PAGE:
For the last two years, a portrait of Qatari Emir Tamim bin Hamad Al Thani adorns many cars, shopwindows, skyscrapers and other public places in Doha. The image — drawn by now famous Qatari artist Ahmed Al Maadheed — is more than a royal portrait or state-sponsored graffiti; it has become a crystallization of the blockade-induced national sentiment.
The growing sense of unity among once disparate Qatari groups is caused by the blockade that was imposed in June 2017 to break Qatar, according to Ross Griffin, assistant professor of postcolonial literature at Qatar University.
When Saudi Arabia, the United Arab Emirates, Bahrain and Egypt began their trade and diplomatic blockade on Qatar, the international media was quick to refer to it as the Gulf’s "biggest diplomatic crisis in years.” Citing Qatar’s links to extremists groups and to Iran, the so-called Anti-Terror Quartet imposed 13 demands and a strict deadline, while panicked Qatari residents hurriedly stockpiled food in anticipation of what was to come next.
“For Qataris, the blockade really did have an effect in strengthening their identity and sense of nationalism or patriotism. They have turned to each other for support and strength,” Ola Diab, a Sudanese journalist based in Doha, told Al-Monitor.
Another Doha resident who asked to remain anonymous said that many Western expats and even some African and Asian migrant workers have been swept along with national zeal and express their sense of belonging to and pride in the country.
This pride is symbolized by the redundant use of the image “Tamim Al-Majid” ("Tamim the Glorious"), which was drawn by Maadheed before the blockade started, in celebration of Qatar National Day on Dec. 18, 2016. He reposted it from his social media accounts six months later, shortly after the onset of the blockade, as a personal display of support.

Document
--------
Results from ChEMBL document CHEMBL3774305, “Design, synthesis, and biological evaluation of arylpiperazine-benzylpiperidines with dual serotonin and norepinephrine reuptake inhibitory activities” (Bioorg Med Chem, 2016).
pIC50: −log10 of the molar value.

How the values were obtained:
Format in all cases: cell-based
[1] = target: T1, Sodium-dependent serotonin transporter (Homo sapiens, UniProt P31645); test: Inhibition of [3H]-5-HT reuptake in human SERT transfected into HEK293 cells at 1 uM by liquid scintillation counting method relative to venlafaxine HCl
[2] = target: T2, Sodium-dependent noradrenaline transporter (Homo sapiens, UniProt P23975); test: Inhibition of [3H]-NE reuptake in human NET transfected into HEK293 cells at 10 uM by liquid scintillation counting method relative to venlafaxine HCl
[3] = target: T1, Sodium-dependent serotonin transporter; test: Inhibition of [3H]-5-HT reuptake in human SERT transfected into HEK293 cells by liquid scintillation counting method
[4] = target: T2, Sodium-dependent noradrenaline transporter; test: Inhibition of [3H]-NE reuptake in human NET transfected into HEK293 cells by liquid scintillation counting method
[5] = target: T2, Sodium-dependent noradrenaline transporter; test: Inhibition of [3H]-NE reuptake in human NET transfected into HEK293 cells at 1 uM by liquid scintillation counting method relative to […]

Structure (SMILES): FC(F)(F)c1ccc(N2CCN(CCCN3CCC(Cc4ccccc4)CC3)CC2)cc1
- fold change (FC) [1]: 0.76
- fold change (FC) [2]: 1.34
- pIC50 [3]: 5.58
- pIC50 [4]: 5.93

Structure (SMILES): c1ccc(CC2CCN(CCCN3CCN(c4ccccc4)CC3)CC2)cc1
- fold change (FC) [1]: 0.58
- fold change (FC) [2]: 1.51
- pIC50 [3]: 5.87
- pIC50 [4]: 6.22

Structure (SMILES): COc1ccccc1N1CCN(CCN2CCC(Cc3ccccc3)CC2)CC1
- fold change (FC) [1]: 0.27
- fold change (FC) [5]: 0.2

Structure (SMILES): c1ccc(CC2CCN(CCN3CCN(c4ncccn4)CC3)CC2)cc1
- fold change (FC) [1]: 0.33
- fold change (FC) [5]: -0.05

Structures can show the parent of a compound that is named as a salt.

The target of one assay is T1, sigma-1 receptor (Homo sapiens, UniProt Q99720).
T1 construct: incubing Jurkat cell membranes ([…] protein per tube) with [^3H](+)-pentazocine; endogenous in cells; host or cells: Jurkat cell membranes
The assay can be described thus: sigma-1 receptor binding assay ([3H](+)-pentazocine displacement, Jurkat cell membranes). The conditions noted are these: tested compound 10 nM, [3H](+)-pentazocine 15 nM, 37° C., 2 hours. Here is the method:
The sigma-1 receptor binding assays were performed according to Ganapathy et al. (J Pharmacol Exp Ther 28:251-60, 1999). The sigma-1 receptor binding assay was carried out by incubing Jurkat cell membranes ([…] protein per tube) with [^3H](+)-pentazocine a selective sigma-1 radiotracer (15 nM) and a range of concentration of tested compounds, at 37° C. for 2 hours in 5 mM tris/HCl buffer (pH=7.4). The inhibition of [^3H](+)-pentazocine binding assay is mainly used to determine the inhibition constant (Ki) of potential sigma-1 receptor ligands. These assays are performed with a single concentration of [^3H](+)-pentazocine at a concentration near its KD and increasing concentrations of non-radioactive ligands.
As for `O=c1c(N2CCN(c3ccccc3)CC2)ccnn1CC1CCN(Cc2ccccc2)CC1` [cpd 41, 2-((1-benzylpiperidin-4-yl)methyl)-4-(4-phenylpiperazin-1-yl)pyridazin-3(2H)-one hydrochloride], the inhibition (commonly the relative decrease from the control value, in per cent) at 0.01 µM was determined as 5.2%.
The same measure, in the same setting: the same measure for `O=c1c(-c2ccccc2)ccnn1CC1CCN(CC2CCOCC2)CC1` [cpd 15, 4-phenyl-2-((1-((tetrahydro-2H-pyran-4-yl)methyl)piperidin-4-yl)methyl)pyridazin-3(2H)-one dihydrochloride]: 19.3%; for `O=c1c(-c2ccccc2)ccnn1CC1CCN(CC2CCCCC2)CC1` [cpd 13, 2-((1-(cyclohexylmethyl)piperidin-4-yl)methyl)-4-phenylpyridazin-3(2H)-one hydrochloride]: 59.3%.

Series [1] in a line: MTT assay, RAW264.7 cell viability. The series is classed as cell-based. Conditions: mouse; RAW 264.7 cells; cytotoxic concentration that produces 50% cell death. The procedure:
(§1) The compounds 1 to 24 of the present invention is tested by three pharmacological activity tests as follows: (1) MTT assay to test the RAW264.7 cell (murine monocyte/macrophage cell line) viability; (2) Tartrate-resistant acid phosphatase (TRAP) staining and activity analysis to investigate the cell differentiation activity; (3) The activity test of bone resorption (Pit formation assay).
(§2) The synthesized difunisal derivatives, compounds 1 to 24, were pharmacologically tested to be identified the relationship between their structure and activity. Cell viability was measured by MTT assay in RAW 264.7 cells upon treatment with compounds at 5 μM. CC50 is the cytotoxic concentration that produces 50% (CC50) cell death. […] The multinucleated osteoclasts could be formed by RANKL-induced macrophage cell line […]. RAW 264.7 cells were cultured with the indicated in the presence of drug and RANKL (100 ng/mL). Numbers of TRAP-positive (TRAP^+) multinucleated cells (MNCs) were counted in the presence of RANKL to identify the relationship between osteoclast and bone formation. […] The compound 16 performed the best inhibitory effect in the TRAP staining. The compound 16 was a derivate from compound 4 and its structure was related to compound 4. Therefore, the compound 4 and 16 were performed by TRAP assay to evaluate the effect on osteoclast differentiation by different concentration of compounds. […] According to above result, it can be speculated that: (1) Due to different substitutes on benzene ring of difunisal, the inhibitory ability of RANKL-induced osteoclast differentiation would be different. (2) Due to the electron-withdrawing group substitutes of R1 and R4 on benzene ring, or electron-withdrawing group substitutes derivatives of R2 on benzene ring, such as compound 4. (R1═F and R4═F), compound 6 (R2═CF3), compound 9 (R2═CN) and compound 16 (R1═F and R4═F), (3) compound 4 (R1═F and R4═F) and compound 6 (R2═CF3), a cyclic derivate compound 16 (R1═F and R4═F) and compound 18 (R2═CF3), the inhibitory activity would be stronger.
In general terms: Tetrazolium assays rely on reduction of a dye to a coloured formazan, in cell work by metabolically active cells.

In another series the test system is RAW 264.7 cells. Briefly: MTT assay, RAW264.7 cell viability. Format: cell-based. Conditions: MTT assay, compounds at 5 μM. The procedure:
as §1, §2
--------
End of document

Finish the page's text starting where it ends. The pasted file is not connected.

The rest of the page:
“It was not a new portrait. It was something I had done much before the crisis. I posted it only to show my feelings of support towards … the Emir and my pride being a Qatari,” he told the Qatar Tribune July 2017.
To Maadheed’s surprise, the image quickly went viral and soon appeared as massive murals in vacant spaces in the capital. Subsequently, thousands of residents began drawing graffiti in public places, praising the emir and proclaiming their love for their country.
Some of these murals were displayed as “the truest examples of public art” in the Museum of Islamic Art Park, and was the focus of an exhibition — attended by Al-Monitor — of Maadheed’s artworks of the Al Thani royal family and others at the W Hotel in Doha on Juy 2-Sept. 10, 2017.
Quickly, the pensive image of the emir began to appear on stickers, mugs and other paraphernalia, becoming so popular that Maadheed released newspaper statements warning the hundreds of people who reproduced it without permission that he would take legal action against them. In a video posted to his Twitter account, Maadheed — who was a relatively unknown artist before the drawing catapulted him to fame — said, “There has been a commercial exploitation by some shops where they sell products that contain the image of 'Tamim Al-Majid' at high prices and exploit the feelings of the people's love for the emir.”
Economic advantages notwithstanding, not everyone is convinced this is an authentic grassroots movement, although this has not been questioned in the media thus far. For example, aside from public exhibits, the state has invested great energy into disseminating the image to as many people as possible.
Western expats in particular have been given paraphernalia to display, leading one individual to comment anonymously to Al-Monitor that if one does not display the portrait somewhere on one’s property this might be seen as insubordinate. Yet very few are ready to talk about it on the record — of the 10 people approached by Al-Monitor to comment on this story, seven declined to do so.
Despite this, when walking around the streets of Doha it seems undeniable that the image has become a symbol of the fight between Qatar’s Luke Skywalker and the Saudi-bloc’s Galactic Empire. Indeed, for Diab, while the portrait has little intrinsic aesthetic value — “[it] is not unique in any way … there is nothing very artistic about it” — it has nonetheless “provided a unity emblem that people were looking for.” As such, it almost seems as if this image is not simply representative of a growing national identity, but rather has actively helped to construct it.
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